The Rev. Joseph Peters-Mathews
St. Joseph-St. John, Lakewood
Proper 23, A; Pentecost+19
October 15, 2017
is not friendly to preachers.
Today we have a parable
that Luke tells too.
But in today’s parable
Matthew’s anger at the Jewish leaders
shines through even brighter than last week’s!
First, we need to set the stage
for this passage.
Like last week,
we’re getting a snatch
of inside baseball.
The way the Jewish leaders
ask Jesus very intense questions
was extremely culturally appropriate.
Rabbis arguing with one another
is something we ourselves know.
Discernment happens in community,
and sometimes the discernment sounds harsher
than it actually is.
In Matthew’s writing
the Pharisees are already looking
for a way to have Jesus killed
but they’re scared of the crowds.
As I pointed out a few weeks ago,
these passages are from
late in Matthew’s Gospel.
The narrative is building
to the Crucifixion
and then the Resurrection.
And we have Jesus
Matthew — angry at the Jewish leaders —
is recording those stories,
axes to grind and all.
This is a story that seems odd.
This is a story that seems full of hope.
This is a story that takes
a really weird turn at the end.
Jesus tells us about a king
who is throwing a wedding banquet
but none of the invited guests want to come.
Some of the guests
ignore the messengers
while others kill them.
(Matthew is pointing out
the persecution early Jesus Jews faced
at the hands of some Jewish leaders.)
How does the king reply?
By sending an army
to kill the guests
who refuse to come to the wedding
and then burn their city down.
What kind of host does that?!
I think it’s safe to say
that imagery of God
is a human projection,
banked in imperial control and violence,
more so than anything Jesus teaches
about himself or God’s reign.
After this king has killed the original guests,
burned their cities
and probably salted the fields
so no one else can live there,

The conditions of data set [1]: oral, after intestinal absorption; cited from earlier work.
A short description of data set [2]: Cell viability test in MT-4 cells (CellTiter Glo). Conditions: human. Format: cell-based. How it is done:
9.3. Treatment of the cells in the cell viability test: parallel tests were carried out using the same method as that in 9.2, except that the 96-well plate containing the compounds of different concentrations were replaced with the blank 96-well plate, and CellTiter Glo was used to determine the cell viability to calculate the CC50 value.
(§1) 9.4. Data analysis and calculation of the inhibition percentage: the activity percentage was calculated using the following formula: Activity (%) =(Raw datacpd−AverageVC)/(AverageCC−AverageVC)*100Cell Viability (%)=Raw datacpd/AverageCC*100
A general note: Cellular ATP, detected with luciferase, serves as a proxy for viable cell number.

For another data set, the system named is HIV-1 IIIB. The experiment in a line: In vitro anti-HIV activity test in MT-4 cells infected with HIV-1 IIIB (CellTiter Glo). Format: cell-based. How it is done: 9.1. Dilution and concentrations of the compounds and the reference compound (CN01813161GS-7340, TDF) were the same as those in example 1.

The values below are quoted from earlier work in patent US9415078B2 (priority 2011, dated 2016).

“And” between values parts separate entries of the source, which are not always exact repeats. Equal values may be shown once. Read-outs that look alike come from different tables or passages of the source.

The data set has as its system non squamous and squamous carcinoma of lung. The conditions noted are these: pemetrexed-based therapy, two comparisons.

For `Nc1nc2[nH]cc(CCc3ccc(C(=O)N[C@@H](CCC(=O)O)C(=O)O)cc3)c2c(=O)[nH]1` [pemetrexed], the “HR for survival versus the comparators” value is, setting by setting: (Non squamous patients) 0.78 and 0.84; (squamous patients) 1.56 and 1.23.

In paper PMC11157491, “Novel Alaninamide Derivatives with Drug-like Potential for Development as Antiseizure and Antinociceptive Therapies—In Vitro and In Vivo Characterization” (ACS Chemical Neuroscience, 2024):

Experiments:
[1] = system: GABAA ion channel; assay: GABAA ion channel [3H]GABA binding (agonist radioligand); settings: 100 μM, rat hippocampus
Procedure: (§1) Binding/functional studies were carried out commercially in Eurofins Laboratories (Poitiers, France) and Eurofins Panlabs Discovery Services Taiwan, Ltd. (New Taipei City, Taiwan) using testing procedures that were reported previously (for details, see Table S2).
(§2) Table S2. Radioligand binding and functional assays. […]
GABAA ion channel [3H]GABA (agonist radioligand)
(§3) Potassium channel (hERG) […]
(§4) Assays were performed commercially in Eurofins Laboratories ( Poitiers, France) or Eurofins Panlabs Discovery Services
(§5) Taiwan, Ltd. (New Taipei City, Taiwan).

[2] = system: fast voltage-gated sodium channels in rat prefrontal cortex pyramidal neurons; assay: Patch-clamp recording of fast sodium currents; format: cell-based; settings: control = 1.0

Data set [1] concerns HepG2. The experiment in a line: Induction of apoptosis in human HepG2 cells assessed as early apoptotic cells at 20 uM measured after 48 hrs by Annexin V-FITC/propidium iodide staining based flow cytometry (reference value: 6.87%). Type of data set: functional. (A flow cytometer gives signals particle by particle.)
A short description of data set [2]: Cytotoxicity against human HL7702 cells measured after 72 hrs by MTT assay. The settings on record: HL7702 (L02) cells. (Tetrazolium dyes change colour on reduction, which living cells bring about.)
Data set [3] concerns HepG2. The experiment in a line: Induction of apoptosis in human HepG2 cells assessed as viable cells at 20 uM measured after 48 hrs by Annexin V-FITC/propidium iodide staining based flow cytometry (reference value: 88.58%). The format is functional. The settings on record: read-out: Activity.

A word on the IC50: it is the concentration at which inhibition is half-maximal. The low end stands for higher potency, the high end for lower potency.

he tells his slaves,
“Go round up anyone you can.
Those guys weren’t good enough anyway.”
Anyone can come at all,
good or bad.
Good or bad is even in the text,
as long as there were people there
to celebrate the feast.
The king who has
killed all the original invitees,
burned their city to the ground,
and now invited anyone at all
He saw one person not dressed right.
The king asks the guy how he got in
not in the right clothes,
and the guy is speechless.
What do you say to someone
asking how you got in
when there was an open invitation?
No clothing strings attached?
In the guest’s speechlessness,
the King has him bound
and thrown into the outer darkness,
“For many are called,
but few are chosen.”
Y’all, this is a roller coaster!
And the Church over time
decided and maintains
that it’s Good News!
In Luke’s version of this story,
and Matthew and Luke
borrow a lot from one another,
there’s no killing the invited folks.
There’s no burning their city
or probably salting their fields.
There’s no throwing anyone out
for not wearing the right clothes.
But we’re working with Matthew’s text.
One reading of
“Many are called, but few are chosen”
is that no matter what we do,
God still handpicks people
to see the ultimate banquet of Heaven.
That is not our tradition!
To find the Good News in this passage,
I think we can look back to last week.
Last week Jesus said,
“The kingdom of God
will be taken away from you
and given to a people that
produces the fruits of the kingdom.”
Having Family Housing Network
with us for the last week —
even through community dinner
when our space was used completely! —
is evidence of the fruits of the kingdom
being produced among us.
are we answering Jesus’ call
to make disciples?
Not people who come to church,
not people helped by our good deeds.
Disciples of Jesus Christ
who confess the faith of Christ crucified,
proclaim his resurrection, and
share with us in his eternal priesthood.
Our Friday Fourth Day group
and bible study afterward
are certainly part of that.
I’m looking forward to much sooner than later
expanding our offerings
for adult Christian formation.
As Episcopalians we have our own Good News narrative.
I do! There are a host of reasons I’m Episcopalian,
and I’ve been Southern Baptist
and United Methodist!
I’m looking forward to inviting you
to deepen our faith together
in weekly formation offerings
and sharing the Good News of the Resurrected Christ
with those in your lives
who need a friend,
who need some Good News,
who need a preview of heaven.
When that invitation is given,
I hope you’ll answer it.
I hope you’ll not only answer it.
but invite others to join you —
so that like in today’s parable,
our hall is full.